Do you provide physiotherapy to customers injured in a car crash? Here are a few things you need to know.
Changes to invoicing & reporting
ICBC has simplified the way you request and invoice for treatment through our new web-based application, also known as the Health Care Provider Invoicing and Reporting (HCPIR) application. In order to use the HCPIR, a vendor number is required.
If you have been paid by ICBC before, you likely already have a vendor number. To find out how to locate your vendor number, please visit our
Invoicing and reporting page. If you do not already have a vendor number or you need to make changes to your information, visit our
Vendor number page.
Reporting requirements and fees have changed. Report templates are available on the
Physiotherapists are expected to assess patients and determine their treatment plans in accordance with practice standards, using evidence-informed practice when establishing a diagnosis and providing treatments.
As of April 1, 2019, when treating a patient with an injury listed in sections 3 or 4 of the Diagnostic and Treatment Protocols in the
Minor Injury Regulation made under the
Insurance (Vehicle) Act, a health care practitioner must educate the patient with respect to the following:
(1) (a) if applicable, the desirability of an early return:
a. to the activities the patient could perform before the injury, or
b. to the patient's employment, occupation or profession or the patient's training or education in a program or course;
(b) an estimate of the probable length of time that symptoms will last;
(c) the usual course of recovery;
(d) the probable factors that are responsible for the symptoms the patient may be experiencing;
(e) appropriate self-management and pain management strategies.
(2) When treating a pain syndrome and a psychological or psychiatric condition, a health care practitioner must identify comorbid conditions, if applicable.
Effective April 1, 2019, fees listed in the below payment schedule are based on a standard treatment, rather than being charged at an hourly rate. The provincial government has updated the treatment fees that ICBC will cover for care and treatment after a crash. This has been outlined in the
Insurance (Vehicle) Act and is highlighted in the table below.
|Assessment visit & report||$250.00 (billable once)|
|Standard treatment||$79.00 |
|Pre-approved number of treatments||25**|
|In-home treatments||This treatment is used when a customer has had a catastrophic injury that prevents them from travelling to a clinic. It requires pre-authorization.|
|Home visit||$85.00 per hour. Session includes completing of charting and updates to other providers. |
|Mileage||$0.47 per kilometre. Mileage must be cost shared so that travel time to a location where multiple customers, ICBC or otherwise, are treated, the cost is shared across those clients/claims in an equal manner.|
|Travel time||Actual travel time for treatment purposes is payable at $42.50 per hour, billed to the minute, up to a maximum of 60 minutes total per treatment session. Travel time must be cost shared so that travel time to a location where multiple customers, ICBC or otherwise, are treated, the cost is shared across those clients/claims in an equal manner.|
|Rehabilitation assistance||$45 per hour. Applicable to services delivered by a rehab assistant.|
*These fees apply to all treatments administered on or after April 1, 2019, regardless of the date of the accident causing the injury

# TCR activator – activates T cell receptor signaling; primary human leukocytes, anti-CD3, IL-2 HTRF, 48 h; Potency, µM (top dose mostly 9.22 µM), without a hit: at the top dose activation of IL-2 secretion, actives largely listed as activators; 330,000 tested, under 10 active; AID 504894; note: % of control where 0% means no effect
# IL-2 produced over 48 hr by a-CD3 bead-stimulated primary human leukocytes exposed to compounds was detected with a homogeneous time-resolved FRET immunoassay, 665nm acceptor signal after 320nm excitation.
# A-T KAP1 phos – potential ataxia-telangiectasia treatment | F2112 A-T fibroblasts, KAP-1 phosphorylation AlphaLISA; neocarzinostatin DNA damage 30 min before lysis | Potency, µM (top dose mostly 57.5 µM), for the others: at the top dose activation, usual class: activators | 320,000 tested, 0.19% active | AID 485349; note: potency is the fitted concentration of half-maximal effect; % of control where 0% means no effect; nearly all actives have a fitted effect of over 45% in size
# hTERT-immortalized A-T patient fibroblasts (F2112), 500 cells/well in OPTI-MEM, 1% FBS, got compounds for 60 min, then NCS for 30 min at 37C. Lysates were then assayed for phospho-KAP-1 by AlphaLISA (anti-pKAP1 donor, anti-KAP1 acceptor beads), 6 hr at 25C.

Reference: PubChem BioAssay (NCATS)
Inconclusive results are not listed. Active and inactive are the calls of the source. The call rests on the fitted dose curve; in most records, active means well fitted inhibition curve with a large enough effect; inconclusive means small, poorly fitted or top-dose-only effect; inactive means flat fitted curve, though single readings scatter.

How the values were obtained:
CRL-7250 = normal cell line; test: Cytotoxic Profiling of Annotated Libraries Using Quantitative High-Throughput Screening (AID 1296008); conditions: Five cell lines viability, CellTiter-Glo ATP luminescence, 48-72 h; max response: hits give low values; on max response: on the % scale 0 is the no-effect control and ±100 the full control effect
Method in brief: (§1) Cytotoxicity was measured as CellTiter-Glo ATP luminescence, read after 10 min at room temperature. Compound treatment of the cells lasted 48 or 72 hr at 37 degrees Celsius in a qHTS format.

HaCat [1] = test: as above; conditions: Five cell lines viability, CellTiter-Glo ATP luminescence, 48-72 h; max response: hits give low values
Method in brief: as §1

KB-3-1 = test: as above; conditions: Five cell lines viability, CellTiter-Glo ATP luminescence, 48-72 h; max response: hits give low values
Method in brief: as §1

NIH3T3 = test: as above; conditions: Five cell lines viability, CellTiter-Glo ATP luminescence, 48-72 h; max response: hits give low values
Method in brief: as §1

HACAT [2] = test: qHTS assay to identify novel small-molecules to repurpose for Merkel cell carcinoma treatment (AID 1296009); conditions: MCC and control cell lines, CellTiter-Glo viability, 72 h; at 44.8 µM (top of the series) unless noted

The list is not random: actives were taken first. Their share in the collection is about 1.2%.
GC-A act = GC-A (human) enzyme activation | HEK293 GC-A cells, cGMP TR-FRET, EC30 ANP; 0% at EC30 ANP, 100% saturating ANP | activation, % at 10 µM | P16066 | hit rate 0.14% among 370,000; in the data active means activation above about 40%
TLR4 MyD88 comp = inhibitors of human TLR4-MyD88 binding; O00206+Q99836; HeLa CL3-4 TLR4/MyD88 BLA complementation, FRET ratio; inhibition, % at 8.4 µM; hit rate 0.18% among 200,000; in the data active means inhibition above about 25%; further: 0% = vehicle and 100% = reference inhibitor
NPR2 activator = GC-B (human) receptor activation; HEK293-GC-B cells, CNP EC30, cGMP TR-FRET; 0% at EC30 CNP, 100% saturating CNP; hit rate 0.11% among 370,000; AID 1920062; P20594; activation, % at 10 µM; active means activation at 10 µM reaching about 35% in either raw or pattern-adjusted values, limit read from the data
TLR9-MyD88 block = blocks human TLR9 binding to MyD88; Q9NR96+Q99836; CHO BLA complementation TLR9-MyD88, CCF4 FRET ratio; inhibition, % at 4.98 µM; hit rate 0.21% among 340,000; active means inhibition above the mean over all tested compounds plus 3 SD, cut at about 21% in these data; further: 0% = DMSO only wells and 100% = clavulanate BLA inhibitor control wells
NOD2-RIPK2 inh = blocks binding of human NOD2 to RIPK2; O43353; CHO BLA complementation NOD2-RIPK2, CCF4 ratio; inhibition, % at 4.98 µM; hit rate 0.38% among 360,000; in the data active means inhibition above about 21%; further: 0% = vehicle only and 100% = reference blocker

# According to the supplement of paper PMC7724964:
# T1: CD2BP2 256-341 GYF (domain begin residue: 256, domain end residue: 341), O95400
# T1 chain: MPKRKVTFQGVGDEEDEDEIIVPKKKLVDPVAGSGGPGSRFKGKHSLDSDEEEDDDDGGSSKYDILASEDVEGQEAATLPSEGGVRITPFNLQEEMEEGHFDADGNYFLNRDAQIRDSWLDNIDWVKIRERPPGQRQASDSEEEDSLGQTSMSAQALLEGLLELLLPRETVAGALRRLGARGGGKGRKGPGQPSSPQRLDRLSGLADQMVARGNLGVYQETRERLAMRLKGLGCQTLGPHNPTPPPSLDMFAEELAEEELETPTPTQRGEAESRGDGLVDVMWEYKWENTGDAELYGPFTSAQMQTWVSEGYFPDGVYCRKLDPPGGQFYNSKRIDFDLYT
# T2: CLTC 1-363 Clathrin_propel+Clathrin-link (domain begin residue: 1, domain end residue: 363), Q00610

**Within 12 weeks of the date of the accident causing the injury
ICBC customers who choose to visit a health care provider that charges a higher rate than what ICBC funds under accident benefits (indicated above), will not be able to recover the user fees from ICBC for claims with a date of loss on or after April 1, 2019. This will mean that the patient is responsible for paying the user fee portion, which they may submit to their private health insurer for consideration of coverage.
Treatments are based on sessions provided and fees reflect fair market rate for a standard industry visit. Treatment frequency will be based on clinical recommendations and should reflect best practice. However, multiple sessions provided by the same discipline, on the same day, will not be funded.
Mileage and travel time example: travel time of 30 minutes to and 30 minutes from the treatment location and a total of 25 kms.Two clients are seen at a local recreation centre. In this case, half of the travel time and half of the mileage is billable to either client. If the second client is not an ICBC customer, the cost sharing must still apply.
In the case of a no-show, the clinic's no-show and cancellation policies should apply. ICBC will not pay for no-show appointments.
For a list of fees applicable to all treatments up to and including March 31, 2019, please refer to the
BC Medical Services Plan Schedule.
Additional resources will be coming soon.
If you require reports for other health care providers, visit our
To help you navigate through the changes, a
webinar for physiotherapists was hosted on Tuesday, March 12, 2019. This webinar covered fees, invoicing & reporting, contact & support, learning resources, scenarios, and had an open Q&A.
If you were unable to attend this session, you can listen to a
recording of the webinar.
If you attended the webinar or watched the recording, please share your feedback with us.
Contact & support
The Health Care Inquiry Unit (HCIU) is available to address questions Monday-Friday, 8:30 a.m.-4 p.m. PST
- Lower mainland: 604-587-7150
- Toll free: 1-888-717-7150
For additional support and information, visit the Support and resources page.